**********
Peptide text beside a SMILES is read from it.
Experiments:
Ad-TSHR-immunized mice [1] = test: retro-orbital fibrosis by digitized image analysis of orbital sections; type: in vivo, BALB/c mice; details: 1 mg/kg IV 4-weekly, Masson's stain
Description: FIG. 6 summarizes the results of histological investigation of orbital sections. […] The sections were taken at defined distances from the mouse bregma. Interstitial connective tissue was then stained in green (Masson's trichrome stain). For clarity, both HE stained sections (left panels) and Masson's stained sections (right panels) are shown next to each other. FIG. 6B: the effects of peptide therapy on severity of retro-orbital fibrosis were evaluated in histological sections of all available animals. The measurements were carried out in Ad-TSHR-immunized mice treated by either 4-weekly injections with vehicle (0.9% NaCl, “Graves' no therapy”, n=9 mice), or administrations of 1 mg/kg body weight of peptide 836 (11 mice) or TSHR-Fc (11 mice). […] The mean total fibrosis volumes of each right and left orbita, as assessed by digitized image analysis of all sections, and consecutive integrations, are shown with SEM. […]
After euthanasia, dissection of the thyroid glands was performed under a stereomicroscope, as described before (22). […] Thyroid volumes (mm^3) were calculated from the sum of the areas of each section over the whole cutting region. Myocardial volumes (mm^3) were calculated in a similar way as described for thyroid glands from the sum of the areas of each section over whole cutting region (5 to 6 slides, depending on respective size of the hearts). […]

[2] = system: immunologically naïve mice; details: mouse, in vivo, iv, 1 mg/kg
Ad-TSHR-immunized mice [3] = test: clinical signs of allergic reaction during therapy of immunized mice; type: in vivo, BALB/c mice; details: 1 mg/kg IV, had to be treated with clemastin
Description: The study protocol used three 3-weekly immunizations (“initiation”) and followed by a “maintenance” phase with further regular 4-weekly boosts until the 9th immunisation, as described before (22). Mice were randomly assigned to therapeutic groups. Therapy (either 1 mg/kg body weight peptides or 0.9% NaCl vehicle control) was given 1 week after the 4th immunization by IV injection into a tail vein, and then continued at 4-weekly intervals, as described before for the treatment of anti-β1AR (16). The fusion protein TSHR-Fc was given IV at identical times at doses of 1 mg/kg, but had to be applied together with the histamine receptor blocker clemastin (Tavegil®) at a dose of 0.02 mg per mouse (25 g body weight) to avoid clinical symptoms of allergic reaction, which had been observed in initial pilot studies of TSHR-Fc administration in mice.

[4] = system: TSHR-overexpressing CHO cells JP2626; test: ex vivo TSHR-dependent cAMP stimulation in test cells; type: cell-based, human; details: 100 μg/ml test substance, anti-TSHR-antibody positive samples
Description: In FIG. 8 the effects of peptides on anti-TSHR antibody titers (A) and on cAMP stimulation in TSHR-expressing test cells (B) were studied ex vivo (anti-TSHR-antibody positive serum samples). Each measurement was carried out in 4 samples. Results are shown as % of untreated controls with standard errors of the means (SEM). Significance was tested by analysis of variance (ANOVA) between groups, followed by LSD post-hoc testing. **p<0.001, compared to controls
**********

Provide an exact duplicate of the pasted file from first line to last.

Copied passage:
Peptide text beside a SMILES is read from it.
Experiments:
Ad-TSHR-immunized mice [1] = test: retro-orbital fibrosis by digitized image analysis of orbital sections; type: in vivo, BALB/c mice; details: 1 mg/kg IV 4-weekly, Masson's stain
Description: FIG. 6 summarizes the results of histological investigation of orbital sections. […] The sections were taken at defined distances from the mouse bregma. Interstitial connective tissue was then stained in green (Masson's trichrome stain). For clarity, both HE stained sections (left panels) and Masson's stained sections (right panels) are shown next to each other. FIG. 6B: the effects of peptide therapy on severity of retro-orbital fibrosis were evaluated in histological sections of all available animals. The measurements were carried out in Ad-TSHR-immunized mice treated by either 4-weekly injections with vehicle (0.9% NaCl, “Graves' no therapy”, n=9 mice), or administrations of 1 mg/kg body weight of peptide 836 (11 mice) or TSHR-Fc (11 mice). […] The mean total fibrosis volumes of each right and left orbita, as assessed by digitized image analysis of all sections, and consecutive integrations, are shown with SEM. […]
After euthanasia, dissection of the thyroid glands was performed under a stereomicroscope, as described before (22). […] Thyroid volumes (mm^3) were calculated from the sum of the areas of each section over the whole cutting region. Myocardial volumes (mm^3) were calculated in a similar way as described for thyroid glands from the sum of the areas of each section over whole cutting region (5 to 6 slides, depending on respective size of the hearts). […]

[2] = system: immunologically naïve mice; details: mouse, in vivo, iv, 1 mg/kg
Ad-TSHR-immunized mice [3] = test: clinical signs of allergic reaction during therapy of immunized mice; type: in vivo, BALB/c mice; details: 1 mg/kg IV, had to be treated with clemastin
Description: The study protocol used three 3-weekly immunizations (“initiation”) and followed by a “maintenance” phase with further regular 4-weekly boosts until the 9th immunisation, as described before (22). Mice were randomly assigned to therapeutic groups. Therapy (either 1 mg/kg body weight peptides or 0.9% NaCl vehicle control) was given 1 week after the 4th immunization by IV injection into a tail vein, and then continued at 4-weekly intervals, as described before for the treatment of anti-β1AR (16). The fusion protein TSHR-Fc was given IV at identical times at doses of 1 mg/kg, but had to be applied together with the histamine receptor blocker clemastin (Tavegil®) at a dose of 0.02 mg per mouse (25 g body weight) to avoid clinical symptoms of allergic reaction, which had been observed in initial pilot studies of TSHR-Fc administration in mice.

[4] = system: TSHR-overexpressing CHO cells JP2626; test: ex vivo TSHR-dependent cAMP stimulation in test cells; type: cell-based, human; details: 100 μg/ml test substance, anti-TSHR-antibody positive samples
Description: In FIG. 8 the effects of peptides on anti-TSHR antibody titers (A) and on cAMP stimulation in TSHR-expressing test cells (B) were studied ex vivo (anti-TSHR-antibody positive serum samples). Each measurement was carried out in 4 samples. Results are shown as % of untreated controls with standard errors of the means (SEM). Significance was tested by analysis of variance (ANOVA) between groups, followed by LSD post-hoc testing. **p<0.001, compared to controls